# How can $N_0$ be zero in this example of calculating throughput in non-orthogonal multiple access?

I am very new to the area and I have a question. I came across this example, I'd appreciate it if anyone could clarify this for me. In the paper it says:

For example, we assume a multiple access scenario with 4 activated users $$\mathcal{X} = \{1,2,3,4\}$$. The equivalent transmission powers of 4 users are assumed as $$P_1 = 20 \text{dBm}$$, $$P_2 = 15 \text{dBm}$$, $$P_3 = 10 \text{dBm}$$, $$P_4 = 5 \text{dBm}$$ and the power of AWGN is assumed as $$N_0 = 0 \text{dBm}$$. Hence the theoretical throughput achieved via direct superposition scheme can be calculated as: $$\sum\limits_{i=1}^{4} R_i \leq \log_2{\left( 1+ \dfrac{\displaystyle\sum_{i=1}^4 P_i}{N_0} \right)} = 7.19 \text{bits/s/Hz}$$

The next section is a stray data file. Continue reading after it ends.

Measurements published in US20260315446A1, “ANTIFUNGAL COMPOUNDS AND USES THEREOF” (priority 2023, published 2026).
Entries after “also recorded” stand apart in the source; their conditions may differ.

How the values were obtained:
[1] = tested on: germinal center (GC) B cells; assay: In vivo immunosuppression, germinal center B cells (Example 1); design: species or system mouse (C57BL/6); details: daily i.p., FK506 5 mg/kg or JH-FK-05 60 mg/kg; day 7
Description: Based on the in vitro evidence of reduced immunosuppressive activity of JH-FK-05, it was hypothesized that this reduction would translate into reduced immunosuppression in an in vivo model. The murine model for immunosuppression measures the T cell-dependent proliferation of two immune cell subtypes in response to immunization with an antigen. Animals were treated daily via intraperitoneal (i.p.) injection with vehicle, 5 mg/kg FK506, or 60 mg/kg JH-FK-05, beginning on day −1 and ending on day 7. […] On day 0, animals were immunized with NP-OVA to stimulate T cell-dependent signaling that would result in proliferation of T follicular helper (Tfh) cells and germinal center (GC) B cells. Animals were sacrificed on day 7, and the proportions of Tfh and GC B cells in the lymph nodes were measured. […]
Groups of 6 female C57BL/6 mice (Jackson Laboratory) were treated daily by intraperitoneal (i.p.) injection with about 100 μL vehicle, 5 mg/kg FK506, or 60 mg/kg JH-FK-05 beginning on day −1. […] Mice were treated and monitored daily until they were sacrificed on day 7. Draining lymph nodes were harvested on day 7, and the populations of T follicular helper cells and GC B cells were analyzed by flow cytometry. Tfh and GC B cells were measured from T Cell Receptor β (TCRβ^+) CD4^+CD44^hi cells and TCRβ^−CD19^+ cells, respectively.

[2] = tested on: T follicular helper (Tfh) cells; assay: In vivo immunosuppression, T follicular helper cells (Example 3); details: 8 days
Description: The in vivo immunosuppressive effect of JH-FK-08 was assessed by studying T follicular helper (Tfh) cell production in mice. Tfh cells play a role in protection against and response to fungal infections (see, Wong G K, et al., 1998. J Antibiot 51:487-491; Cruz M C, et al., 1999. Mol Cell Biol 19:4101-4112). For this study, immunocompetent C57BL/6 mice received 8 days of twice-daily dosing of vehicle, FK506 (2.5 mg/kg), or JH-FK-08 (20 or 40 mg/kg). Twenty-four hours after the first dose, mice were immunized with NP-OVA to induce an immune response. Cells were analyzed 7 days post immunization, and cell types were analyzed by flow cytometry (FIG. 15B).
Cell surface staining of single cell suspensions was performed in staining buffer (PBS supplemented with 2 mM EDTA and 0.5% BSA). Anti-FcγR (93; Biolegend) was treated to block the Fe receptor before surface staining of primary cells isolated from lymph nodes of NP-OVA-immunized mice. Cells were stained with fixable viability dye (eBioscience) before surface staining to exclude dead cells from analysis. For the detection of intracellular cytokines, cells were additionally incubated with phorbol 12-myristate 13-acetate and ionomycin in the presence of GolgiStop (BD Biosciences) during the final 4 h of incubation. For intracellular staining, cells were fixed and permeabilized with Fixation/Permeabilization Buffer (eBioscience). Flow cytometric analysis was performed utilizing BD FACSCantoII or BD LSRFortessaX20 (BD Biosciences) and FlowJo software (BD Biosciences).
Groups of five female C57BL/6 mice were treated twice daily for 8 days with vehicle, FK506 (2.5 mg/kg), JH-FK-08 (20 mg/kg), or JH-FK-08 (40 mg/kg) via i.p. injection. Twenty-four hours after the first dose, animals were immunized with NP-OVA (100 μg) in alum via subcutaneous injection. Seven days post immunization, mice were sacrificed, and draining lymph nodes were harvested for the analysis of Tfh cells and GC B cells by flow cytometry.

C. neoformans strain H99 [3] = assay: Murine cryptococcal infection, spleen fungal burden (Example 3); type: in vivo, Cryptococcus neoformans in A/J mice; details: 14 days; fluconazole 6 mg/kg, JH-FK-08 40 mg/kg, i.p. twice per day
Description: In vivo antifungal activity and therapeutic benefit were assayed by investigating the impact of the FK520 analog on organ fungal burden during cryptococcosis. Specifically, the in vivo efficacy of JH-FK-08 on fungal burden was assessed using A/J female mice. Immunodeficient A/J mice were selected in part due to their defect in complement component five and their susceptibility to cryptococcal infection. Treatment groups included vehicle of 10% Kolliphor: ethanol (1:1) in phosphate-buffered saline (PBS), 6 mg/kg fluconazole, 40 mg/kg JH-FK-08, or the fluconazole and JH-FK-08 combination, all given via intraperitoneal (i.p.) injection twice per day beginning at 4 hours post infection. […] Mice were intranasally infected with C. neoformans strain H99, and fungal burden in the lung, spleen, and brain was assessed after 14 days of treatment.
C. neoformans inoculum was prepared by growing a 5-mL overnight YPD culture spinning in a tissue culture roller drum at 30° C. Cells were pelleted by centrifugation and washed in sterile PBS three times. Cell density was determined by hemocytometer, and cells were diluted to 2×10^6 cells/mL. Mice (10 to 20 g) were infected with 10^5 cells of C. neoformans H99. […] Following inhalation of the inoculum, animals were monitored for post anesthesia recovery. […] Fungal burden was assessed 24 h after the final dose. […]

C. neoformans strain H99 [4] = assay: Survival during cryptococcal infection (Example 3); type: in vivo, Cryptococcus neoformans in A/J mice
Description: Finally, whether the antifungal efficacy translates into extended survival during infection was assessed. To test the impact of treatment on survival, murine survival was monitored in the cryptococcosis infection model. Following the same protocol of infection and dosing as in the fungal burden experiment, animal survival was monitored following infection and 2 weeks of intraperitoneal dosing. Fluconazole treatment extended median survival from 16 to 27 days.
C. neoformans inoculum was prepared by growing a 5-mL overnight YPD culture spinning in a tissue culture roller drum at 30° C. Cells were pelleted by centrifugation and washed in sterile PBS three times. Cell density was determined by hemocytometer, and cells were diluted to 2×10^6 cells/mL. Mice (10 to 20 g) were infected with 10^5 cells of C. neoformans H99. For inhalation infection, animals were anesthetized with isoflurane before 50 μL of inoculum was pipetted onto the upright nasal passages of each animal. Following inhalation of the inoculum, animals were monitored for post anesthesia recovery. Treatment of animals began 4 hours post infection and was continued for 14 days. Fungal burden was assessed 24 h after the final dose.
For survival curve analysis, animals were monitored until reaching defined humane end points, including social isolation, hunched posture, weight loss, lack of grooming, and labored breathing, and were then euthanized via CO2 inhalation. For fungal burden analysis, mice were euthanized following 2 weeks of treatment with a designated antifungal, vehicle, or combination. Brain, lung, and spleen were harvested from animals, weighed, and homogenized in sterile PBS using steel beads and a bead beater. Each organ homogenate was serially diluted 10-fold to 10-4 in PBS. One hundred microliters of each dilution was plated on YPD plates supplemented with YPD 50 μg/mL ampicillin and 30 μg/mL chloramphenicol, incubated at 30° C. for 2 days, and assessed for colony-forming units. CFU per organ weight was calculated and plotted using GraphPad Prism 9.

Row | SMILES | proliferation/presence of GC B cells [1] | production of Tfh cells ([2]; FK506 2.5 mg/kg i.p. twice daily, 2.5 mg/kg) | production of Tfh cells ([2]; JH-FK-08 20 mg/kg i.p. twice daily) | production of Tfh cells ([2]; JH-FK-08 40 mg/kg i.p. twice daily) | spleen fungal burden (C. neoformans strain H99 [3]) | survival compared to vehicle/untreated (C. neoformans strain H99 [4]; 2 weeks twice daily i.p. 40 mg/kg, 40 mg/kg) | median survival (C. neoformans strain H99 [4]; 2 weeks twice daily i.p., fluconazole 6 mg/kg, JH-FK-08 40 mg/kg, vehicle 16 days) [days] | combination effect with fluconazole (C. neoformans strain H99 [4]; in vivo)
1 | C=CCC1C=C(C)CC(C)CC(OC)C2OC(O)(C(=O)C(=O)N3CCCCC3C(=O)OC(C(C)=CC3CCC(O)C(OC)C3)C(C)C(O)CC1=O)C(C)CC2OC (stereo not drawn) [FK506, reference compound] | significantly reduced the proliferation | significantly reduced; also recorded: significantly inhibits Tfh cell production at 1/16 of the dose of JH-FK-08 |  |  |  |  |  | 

My question is how does this equation hold? In paper, additive white gaussian noise (AWGN) is given as $$N(0,N_0)$$.

Here is the link for the paper (page 2, Equation 3).

That seems to work out. If I do the calculation in Python:

import numpy as np

N0 = 0.001
# P1=20dBm, P2=15dBm, P3=10dBm, P4=5dBm

P1 = np.power(10.0, 20/10)*N0
P2 = np.power(10.0, 15/10)*N0
P3 = np.power(10.0, 10/10)*N0
P4 = np.power(10.0, 5/10)*N0

sum = np.log2(1 + P1/N0 + P2/N0 + P3/N0 + P4/N0)
print(sum)


then I get:

7.187699013365945

Which tallies with the number you get to three significant figures.